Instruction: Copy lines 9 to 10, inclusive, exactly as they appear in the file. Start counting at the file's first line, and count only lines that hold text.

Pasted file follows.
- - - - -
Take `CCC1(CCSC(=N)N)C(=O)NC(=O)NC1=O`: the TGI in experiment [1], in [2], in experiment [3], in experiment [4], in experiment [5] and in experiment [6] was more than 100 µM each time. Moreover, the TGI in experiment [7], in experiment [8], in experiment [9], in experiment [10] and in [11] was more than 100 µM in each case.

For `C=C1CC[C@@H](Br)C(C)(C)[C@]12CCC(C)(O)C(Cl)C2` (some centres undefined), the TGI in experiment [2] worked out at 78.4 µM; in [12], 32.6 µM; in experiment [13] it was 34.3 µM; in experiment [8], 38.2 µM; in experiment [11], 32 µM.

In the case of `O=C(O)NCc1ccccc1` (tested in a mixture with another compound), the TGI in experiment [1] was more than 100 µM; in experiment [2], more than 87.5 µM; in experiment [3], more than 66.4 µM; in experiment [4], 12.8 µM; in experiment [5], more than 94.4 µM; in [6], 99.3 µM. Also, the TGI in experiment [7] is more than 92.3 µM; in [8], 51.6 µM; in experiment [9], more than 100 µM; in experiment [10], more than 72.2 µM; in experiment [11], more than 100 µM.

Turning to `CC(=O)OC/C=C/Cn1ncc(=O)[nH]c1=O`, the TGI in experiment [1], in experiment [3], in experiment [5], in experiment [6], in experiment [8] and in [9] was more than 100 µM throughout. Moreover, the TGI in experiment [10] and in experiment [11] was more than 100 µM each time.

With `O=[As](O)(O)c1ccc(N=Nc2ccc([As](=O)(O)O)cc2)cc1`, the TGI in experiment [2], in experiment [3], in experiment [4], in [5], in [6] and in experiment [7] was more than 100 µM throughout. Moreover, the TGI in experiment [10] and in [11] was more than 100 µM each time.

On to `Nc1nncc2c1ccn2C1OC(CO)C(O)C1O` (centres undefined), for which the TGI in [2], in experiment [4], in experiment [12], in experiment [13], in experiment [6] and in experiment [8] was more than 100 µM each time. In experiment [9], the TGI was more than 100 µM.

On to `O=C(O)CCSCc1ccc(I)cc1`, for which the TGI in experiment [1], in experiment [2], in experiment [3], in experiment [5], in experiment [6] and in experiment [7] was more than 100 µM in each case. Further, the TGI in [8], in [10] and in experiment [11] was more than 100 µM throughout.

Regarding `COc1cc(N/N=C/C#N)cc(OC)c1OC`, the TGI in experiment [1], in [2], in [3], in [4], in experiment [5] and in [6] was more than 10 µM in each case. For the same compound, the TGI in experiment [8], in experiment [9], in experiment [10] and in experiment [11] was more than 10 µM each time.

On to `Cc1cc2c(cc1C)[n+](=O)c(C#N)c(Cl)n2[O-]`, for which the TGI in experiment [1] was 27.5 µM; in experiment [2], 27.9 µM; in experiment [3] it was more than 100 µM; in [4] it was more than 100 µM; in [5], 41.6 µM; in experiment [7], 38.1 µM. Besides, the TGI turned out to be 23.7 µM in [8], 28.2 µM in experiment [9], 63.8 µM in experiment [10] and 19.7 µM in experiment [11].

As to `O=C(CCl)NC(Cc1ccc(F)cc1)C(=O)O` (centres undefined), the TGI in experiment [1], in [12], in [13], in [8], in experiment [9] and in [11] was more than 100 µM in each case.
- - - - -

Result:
On to `Cc1cc2c(cc1C)[n+](=O)c(C#N)c(Cl)n2[O-]`, for which the TGI in experiment [1] was 27.5 µM; in experiment [2], 27.9 µM; in experiment [3] it was more than 100 µM; in [4] it was more than 100 µM; in [5], 41.6 µM; in experiment [7], 38.1 µM. Besides, the TGI turned out to be 23.7 µM in [8], 28.2 µM in experiment [9], 63.8 µM in experiment [10] and 19.7 µM in experiment [11].

As to `O=C(CCl)NC(Cc1ccc(F)cc1)C(=O)O` (centres undefined), the TGI in experiment [1], in [12], in [13], in [8], in experiment [9] and in [11] was more than 100 µM in each case.